Discarded Books at Flood Tide

Library: painting by Frank Moore, 1989, oil on canvas framed with found book assemblage

……………Where have we been?
The cracked-spine novels served us well
for weathering the winter or basking summers
on the beach.
……………But now they are a flood,
an epic tide of cobalt, azure, indigo
washing up scenes and stories
beside lost videotapes and disks—
the archive of some new sublime
vanishing at the horizon.

……………Where are we now?
An empty rowboat’s reached a mooring place,
bobbing on the sodden tide
under a sky whose colors we once knew
as cornflower, midnight, or blue yonder…

……………Where are we going?
The elements here emit
an eerie energy. Should we
take comfort in the current? Let Swift
and Austen tumble forward, talismans
for our guided journey.
……………The fire that surges
in the distance seems historical—
smoke rising from a vanquished town
that may or may not be our own.

Jane Satterfield

Jane Satterfield

Jane Satterfield is the recipient of awards in poetry from the National Endowment for the Arts, Bellingham Review, Ledbury Poetry Festival, Mslexia, and more. Her books of poetry are Her Familiars, Assignation at Vanishing Point, Shepherdess with an Automatic, and Apocalypse Mix, winner of the 2016 Autumn House Poetry Prize; her nonfiction includes the book Daughters of Empire: A Memoir of a Year in Britain and Beyond and recent essays in Ascent, Entropy, Hotel Amerika, and DIAGRAM. New poems may be found in Ecotone, Hopkins Review, Missouri Review, Orion, and more. She is married to poet Ned Balbo and lives in Baltimore.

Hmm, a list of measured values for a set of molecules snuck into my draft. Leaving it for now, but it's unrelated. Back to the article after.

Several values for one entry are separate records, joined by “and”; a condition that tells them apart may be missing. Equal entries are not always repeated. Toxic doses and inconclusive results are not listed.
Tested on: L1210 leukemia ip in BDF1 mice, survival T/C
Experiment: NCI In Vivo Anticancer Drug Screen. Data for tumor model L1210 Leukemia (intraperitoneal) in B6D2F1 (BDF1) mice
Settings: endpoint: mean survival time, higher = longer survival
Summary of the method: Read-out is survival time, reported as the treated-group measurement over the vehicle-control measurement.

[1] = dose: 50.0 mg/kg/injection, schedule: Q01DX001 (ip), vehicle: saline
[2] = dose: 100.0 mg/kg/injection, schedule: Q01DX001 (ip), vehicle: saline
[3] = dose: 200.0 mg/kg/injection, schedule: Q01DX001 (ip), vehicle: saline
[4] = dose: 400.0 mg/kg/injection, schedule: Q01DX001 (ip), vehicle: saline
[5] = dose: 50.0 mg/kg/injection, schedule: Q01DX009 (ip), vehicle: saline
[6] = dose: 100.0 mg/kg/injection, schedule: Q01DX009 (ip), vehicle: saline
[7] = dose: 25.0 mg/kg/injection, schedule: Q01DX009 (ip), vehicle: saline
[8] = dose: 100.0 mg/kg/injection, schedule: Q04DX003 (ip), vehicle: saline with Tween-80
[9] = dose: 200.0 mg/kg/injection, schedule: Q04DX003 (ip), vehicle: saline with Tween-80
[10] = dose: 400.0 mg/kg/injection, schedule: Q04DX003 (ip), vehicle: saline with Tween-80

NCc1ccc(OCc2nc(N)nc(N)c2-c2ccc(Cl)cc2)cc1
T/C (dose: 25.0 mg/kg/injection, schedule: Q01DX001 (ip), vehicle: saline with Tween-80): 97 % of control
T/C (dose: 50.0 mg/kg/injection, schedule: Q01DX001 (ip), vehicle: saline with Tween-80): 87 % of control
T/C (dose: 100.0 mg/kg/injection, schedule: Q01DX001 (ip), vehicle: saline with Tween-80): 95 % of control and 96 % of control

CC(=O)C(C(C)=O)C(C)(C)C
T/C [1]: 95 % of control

Jane Satterfield

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Author: Jane Satterfield

Jane Satterfield is the recipient of awards in poetry from the National Endowment for the Arts, Bellingham Review, Ledbury Poetry Festival, Mslexia, and more. Her books of poetry are Her Familiars, Assignation at Vanishing Point, Shepherdess with an Automatic, and Apocalypse Mix, winner of the 2016 Autumn House Poetry Prize; her nonfiction includes the book Daughters of Empire: A Memoir of a Year in Britain and Beyond and recent essays in Ascent, Entropy, Hotel Amerika, and DIAGRAM. New poems may be found in Ecotone, Hopkins Review, Missouri Review, Orion, and more. She is married to poet Ned Balbo and lives in Baltimore.